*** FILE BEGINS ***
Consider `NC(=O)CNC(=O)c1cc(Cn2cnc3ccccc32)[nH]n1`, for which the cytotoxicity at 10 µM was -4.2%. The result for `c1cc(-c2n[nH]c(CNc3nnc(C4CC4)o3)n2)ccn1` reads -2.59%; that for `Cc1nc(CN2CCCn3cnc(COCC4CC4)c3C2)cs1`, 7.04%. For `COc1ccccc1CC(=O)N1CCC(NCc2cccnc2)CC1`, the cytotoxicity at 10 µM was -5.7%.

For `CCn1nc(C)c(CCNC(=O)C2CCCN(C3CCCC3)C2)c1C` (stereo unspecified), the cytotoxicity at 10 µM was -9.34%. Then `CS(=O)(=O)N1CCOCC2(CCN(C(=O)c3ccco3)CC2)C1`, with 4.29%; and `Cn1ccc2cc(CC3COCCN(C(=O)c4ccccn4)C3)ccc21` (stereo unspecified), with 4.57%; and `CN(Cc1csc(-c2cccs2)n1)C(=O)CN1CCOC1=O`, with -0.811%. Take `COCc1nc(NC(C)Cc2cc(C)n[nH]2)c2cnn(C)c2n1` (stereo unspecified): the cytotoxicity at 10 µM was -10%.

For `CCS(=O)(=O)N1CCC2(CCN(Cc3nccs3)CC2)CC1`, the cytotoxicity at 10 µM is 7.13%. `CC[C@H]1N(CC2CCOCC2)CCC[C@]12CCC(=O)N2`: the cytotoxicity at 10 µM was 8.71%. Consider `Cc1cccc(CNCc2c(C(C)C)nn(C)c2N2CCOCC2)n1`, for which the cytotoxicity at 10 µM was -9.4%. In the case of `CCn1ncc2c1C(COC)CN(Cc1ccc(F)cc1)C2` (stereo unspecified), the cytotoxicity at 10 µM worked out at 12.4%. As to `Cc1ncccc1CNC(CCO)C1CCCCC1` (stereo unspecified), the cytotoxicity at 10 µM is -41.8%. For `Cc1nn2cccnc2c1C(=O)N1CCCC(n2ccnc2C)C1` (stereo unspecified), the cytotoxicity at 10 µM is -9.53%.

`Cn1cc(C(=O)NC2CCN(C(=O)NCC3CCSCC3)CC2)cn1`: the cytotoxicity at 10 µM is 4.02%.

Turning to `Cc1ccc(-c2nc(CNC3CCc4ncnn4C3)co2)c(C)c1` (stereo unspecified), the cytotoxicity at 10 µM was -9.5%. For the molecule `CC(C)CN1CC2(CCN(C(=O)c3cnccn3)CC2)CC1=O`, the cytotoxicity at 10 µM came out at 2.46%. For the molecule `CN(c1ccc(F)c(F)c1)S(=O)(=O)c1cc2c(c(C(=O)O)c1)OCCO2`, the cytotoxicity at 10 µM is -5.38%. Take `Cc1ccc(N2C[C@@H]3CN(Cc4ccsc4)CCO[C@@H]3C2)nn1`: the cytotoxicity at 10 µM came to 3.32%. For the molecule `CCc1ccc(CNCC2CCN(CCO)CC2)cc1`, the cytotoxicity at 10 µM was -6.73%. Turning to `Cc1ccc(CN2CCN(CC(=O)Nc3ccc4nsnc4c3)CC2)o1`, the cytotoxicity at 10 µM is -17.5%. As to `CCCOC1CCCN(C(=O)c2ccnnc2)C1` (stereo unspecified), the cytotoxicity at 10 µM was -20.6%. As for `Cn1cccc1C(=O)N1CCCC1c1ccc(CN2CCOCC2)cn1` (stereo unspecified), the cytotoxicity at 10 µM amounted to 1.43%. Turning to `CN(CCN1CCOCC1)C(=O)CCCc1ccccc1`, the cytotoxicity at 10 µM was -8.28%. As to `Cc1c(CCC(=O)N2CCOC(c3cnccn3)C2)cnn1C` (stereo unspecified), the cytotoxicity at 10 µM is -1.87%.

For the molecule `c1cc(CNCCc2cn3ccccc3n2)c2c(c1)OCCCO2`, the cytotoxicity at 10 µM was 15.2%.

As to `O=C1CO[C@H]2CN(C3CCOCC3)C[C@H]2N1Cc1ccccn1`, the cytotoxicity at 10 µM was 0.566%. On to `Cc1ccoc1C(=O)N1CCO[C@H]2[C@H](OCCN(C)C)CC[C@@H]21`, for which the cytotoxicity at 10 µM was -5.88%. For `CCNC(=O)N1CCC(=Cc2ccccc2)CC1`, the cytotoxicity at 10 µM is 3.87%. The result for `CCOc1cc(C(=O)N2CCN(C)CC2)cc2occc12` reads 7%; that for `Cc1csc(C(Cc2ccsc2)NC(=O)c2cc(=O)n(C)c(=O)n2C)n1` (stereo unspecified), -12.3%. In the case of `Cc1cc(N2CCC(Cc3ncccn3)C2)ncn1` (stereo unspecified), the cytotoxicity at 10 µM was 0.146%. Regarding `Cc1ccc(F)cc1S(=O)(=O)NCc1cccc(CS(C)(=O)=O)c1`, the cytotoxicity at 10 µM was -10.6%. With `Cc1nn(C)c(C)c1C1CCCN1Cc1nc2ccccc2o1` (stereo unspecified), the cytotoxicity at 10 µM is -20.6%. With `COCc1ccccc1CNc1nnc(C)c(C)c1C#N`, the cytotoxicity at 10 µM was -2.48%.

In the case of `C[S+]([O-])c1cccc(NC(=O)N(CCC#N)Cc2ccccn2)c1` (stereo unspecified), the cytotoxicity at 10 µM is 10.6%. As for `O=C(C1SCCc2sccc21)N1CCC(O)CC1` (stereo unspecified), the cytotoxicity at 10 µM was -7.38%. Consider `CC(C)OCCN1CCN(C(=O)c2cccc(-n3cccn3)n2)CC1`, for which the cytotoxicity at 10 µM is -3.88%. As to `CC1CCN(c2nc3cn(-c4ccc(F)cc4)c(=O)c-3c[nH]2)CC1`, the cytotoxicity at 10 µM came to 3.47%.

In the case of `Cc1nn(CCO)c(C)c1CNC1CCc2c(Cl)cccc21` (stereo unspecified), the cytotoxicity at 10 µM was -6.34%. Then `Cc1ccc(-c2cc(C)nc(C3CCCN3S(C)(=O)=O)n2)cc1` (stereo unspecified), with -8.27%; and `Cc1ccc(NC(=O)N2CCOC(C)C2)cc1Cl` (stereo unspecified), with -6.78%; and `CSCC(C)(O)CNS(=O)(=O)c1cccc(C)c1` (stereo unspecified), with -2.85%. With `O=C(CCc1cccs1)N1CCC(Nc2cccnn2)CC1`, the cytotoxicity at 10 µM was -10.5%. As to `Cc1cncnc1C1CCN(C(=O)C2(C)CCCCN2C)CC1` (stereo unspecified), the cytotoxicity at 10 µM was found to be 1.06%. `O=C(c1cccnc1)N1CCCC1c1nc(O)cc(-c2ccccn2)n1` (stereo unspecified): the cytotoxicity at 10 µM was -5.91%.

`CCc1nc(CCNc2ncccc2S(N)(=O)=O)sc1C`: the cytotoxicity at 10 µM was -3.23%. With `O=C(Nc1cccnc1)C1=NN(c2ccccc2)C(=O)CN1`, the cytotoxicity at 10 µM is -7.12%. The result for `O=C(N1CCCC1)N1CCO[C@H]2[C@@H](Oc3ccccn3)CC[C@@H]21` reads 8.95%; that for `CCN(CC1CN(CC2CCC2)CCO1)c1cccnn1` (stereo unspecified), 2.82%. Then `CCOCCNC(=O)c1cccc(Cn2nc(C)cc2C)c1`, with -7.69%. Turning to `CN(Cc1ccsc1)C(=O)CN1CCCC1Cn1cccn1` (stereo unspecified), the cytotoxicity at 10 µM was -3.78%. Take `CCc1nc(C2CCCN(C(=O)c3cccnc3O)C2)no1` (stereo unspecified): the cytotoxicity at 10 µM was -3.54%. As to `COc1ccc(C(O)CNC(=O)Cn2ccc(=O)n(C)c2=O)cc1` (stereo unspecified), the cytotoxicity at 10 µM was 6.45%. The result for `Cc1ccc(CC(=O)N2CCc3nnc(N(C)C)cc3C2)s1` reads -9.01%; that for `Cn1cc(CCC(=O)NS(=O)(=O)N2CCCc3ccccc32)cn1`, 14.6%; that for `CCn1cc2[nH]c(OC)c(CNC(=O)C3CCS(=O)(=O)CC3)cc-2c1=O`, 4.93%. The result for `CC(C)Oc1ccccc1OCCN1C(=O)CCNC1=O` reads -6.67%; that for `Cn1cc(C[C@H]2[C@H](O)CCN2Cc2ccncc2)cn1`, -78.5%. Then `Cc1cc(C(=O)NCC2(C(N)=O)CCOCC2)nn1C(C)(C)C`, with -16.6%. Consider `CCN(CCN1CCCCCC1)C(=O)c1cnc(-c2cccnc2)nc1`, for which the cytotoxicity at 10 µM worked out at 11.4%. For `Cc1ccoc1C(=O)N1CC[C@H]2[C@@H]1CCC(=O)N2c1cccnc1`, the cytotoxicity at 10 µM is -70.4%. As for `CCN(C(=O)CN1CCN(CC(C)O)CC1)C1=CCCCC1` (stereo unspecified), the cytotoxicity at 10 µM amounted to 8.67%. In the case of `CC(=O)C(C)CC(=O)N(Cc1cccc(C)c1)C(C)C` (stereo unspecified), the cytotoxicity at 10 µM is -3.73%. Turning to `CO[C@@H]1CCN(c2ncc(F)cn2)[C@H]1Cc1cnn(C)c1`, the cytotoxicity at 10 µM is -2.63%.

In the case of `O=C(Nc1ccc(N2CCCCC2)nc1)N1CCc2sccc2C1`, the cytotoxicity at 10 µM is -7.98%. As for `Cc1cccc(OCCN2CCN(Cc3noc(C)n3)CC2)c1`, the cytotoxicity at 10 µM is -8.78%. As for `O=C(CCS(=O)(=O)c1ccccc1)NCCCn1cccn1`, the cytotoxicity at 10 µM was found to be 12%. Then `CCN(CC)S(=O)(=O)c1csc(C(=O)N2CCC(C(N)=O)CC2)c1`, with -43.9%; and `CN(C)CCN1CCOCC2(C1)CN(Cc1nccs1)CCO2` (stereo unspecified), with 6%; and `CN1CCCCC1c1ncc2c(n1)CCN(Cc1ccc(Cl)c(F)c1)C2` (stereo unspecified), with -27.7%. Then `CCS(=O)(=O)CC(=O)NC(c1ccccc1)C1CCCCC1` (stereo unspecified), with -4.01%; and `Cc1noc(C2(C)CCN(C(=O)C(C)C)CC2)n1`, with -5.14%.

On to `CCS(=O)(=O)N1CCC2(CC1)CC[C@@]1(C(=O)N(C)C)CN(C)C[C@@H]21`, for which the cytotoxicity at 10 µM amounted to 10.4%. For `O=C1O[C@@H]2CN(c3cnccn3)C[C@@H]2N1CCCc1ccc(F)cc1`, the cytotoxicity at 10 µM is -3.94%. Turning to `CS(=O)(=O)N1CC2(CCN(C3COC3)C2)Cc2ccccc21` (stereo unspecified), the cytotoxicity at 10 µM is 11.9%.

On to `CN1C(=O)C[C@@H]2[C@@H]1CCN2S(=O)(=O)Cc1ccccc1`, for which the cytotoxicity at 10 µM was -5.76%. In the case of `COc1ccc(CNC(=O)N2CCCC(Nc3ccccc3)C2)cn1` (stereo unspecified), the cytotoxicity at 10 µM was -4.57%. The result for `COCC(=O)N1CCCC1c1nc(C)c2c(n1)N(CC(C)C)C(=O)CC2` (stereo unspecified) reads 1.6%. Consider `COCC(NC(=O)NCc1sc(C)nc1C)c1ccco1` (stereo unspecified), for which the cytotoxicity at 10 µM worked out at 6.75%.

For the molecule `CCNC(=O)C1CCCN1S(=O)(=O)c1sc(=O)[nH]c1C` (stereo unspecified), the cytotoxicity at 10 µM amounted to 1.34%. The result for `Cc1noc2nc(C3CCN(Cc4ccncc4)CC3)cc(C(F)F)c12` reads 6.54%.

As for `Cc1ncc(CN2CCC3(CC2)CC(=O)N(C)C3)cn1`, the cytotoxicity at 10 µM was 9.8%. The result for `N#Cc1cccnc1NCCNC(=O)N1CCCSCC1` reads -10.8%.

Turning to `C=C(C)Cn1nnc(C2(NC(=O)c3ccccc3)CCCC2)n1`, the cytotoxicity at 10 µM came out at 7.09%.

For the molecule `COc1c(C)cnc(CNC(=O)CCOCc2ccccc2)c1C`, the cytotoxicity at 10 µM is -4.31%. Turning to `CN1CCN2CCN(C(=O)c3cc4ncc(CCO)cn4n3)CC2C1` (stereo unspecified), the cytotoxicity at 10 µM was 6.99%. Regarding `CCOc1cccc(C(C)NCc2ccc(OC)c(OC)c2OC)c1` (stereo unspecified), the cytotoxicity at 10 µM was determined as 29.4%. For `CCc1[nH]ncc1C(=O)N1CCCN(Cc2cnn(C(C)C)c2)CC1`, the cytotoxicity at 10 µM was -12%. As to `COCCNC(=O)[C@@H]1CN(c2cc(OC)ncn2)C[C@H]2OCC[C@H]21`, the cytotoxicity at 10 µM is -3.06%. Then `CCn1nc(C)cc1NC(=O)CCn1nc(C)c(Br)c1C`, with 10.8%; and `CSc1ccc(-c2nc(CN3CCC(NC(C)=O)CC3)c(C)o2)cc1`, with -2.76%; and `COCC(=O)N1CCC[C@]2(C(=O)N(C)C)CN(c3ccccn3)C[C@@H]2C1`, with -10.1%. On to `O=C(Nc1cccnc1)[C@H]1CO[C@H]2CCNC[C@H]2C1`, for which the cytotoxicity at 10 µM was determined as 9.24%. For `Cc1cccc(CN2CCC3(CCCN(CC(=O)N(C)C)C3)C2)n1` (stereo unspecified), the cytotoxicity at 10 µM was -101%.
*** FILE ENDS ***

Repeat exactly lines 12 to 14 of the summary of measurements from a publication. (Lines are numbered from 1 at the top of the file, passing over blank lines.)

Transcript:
On to `CCS(=O)(=O)N1CCC2(CC1)CC[C@@]1(C(=O)N(C)C)CN(C)C[C@@H]21`, for which the cytotoxicity at 10 µM amounted to 10.4%. For `O=C1O[C@@H]2CN(c3cnccn3)C[C@@H]2N1CCCc1ccc(F)cc1`, the cytotoxicity at 10 µM is -3.94%. Turning to `CS(=O)(=O)N1CC2(CCN(C3COC3)C2)Cc2ccccc21` (stereo unspecified), the cytotoxicity at 10 µM is 11.9%.

On to `CN1C(=O)C[C@@H]2[C@@H]1CCN2S(=O)(=O)Cc1ccccc1`, for which the cytotoxicity at 10 µM was -5.76%. In the case of `COc1ccc(CNC(=O)N2CCCC(Nc3ccccc3)C2)cn1` (stereo unspecified), the cytotoxicity at 10 µM was -4.57%. The result for `COCC(=O)N1CCCC1c1nc(C)c2c(n1)N(CC(C)C)C(=O)CC2` (stereo unspecified) reads 1.6%. Consider `COCC(NC(=O)NCc1sc(C)nc1C)c1ccco1` (stereo unspecified), for which the cytotoxicity at 10 µM worked out at 6.75%.

For the molecule `CCNC(=O)C1CCCN1S(=O)(=O)c1sc(=O)[nH]c1C` (stereo unspecified), the cytotoxicity at 10 µM amounted to 1.34%. The result for `Cc1noc2nc(C3CCN(Cc4ccncc4)CC3)cc(C(F)F)c12` reads 6.54%.